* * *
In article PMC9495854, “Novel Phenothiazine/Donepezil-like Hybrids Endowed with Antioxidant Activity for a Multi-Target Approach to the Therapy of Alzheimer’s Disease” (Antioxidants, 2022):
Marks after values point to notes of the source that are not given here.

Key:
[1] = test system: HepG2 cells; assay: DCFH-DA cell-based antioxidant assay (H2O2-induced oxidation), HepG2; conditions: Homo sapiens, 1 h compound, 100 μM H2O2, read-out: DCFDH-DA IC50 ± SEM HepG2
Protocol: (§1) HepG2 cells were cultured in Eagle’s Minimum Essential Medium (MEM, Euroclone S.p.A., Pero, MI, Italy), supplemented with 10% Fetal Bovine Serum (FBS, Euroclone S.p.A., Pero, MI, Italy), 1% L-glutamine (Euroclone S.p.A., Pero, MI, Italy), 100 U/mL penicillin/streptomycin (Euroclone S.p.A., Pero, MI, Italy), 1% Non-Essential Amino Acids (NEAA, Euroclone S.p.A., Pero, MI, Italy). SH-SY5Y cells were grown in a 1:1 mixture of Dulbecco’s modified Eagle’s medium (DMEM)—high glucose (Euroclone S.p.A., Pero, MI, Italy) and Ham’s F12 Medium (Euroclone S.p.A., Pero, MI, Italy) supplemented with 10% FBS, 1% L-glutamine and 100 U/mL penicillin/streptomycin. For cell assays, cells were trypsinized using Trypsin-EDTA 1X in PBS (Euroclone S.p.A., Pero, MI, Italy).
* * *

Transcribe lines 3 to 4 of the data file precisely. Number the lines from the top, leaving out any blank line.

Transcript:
Key:
[1] = test system: HepG2 cells; assay: DCFH-DA cell-based antioxidant assay (H2O2-induced oxidation), HepG2; conditions: Homo sapiens, 1 h compound, 100 μM H2O2, read-out: DCFDH-DA IC50 ± SEM HepG2